In response to 'test driven development', I propose 'stress driven architecture'.
I propose this partly in jest. But there is wisdom in capacity planning and prototyping systems before full scale development, as well as periodic tests to see if recently implemented design decisions have negatively impacted system performance.
Some may say, and actually have, that this violates the 'premature optimization is the root of all evil' principle. But it should be noted that this principle is based on the 80/20 (90/10) rule. If 80% of your time is spent in only 20% of your code, it doesn't make much sense to spend time optimizing code that rarely gets executed. So you should profile the code to find any bottlenecks and then remove them after much of the application has been developed.
But as you step back from the code in an application, and look at the system architecture, the 'code' becomes communication paths (channels and/or connections), and applications. So maybe it could be said that 80% of your time is spent communicating across 20% of your paths.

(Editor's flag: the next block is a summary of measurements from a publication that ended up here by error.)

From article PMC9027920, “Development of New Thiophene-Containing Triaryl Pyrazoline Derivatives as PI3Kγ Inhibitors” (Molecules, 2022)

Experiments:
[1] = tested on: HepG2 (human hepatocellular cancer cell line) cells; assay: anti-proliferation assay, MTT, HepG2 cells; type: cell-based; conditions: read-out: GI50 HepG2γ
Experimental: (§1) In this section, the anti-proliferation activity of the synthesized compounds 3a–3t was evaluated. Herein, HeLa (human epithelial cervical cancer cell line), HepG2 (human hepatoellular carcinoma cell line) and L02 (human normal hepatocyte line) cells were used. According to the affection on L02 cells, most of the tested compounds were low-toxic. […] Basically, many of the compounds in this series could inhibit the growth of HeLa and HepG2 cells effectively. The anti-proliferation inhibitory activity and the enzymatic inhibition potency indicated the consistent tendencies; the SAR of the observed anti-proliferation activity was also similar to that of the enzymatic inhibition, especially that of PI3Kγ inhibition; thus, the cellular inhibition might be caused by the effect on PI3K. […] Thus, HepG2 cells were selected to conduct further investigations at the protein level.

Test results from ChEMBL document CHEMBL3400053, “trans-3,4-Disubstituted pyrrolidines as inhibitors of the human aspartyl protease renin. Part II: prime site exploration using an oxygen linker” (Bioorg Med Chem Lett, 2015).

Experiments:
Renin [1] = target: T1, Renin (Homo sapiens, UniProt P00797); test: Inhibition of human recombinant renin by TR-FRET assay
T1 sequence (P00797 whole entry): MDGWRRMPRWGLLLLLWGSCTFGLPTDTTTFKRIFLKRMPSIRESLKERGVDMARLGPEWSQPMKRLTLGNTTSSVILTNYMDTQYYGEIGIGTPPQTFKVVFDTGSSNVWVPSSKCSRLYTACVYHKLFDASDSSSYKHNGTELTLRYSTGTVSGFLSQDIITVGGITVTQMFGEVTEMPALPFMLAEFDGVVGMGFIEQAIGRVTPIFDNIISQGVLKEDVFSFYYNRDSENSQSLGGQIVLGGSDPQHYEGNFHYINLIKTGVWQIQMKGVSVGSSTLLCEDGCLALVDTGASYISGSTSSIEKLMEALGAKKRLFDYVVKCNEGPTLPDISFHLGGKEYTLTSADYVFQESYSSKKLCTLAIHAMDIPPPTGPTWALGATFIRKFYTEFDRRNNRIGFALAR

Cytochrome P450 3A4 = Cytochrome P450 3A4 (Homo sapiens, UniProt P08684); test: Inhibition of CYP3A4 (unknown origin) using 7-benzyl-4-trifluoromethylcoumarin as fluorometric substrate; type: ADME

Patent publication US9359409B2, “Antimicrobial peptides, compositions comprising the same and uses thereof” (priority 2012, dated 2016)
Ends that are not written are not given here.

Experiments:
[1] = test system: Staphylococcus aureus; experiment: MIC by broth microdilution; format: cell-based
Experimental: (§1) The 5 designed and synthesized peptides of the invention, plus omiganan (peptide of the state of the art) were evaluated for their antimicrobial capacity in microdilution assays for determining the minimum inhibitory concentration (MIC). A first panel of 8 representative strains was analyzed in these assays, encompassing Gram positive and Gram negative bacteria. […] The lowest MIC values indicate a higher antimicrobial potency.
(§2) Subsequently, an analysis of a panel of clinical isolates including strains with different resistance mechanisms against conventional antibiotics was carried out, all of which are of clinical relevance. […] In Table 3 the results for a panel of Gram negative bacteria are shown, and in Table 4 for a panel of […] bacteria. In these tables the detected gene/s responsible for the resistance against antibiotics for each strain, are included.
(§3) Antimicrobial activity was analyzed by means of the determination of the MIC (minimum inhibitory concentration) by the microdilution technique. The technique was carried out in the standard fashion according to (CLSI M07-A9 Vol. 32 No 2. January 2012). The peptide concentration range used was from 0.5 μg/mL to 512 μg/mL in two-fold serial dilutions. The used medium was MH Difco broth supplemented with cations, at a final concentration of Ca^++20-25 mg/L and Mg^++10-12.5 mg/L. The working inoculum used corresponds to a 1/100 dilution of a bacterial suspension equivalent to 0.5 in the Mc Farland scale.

If this is true, it makes perfect sense to profile the system and to try and remove bottlenecks as early as possible since architectural decisions are made early and changes after development and/or deployment may not be feasible without significant cost. So you can say major architectural decisions are effectively done before coding begins.
Not making architectural decisions early is imposible. Usually the first decisions a team makes are around whether to use Java or perl, J2EE or PHP, Squid or local cache, JSP+POJO+O/R or JSP+JDBC, etc etc...
So you need to validate your architecture early, if it's not one already validated by previous projects or by the marketplace.
And to validate it, a scaled prototype, or an early alpha of the system, should be stress tested as early as possible. You may very well find that OS issues or network topography issues may be key constraints, not the code or applications themselves.
For example, your only solution may be to scale laterally by adding more machines, instead of adding more cpu's or memory. And this change may force your first tier to be stateless as well as require you to order additional equipment.
Here is the full quote:
"We should forget about small efficiencies, say about 97% of the time: premature optimization is the root of all evil." - Hoare
And one on efficiency:
"More computing sins are committed in the name of efficiency (without necessarily achieving it) than for any other single reason - including blind stupidity." - W.A. Wulf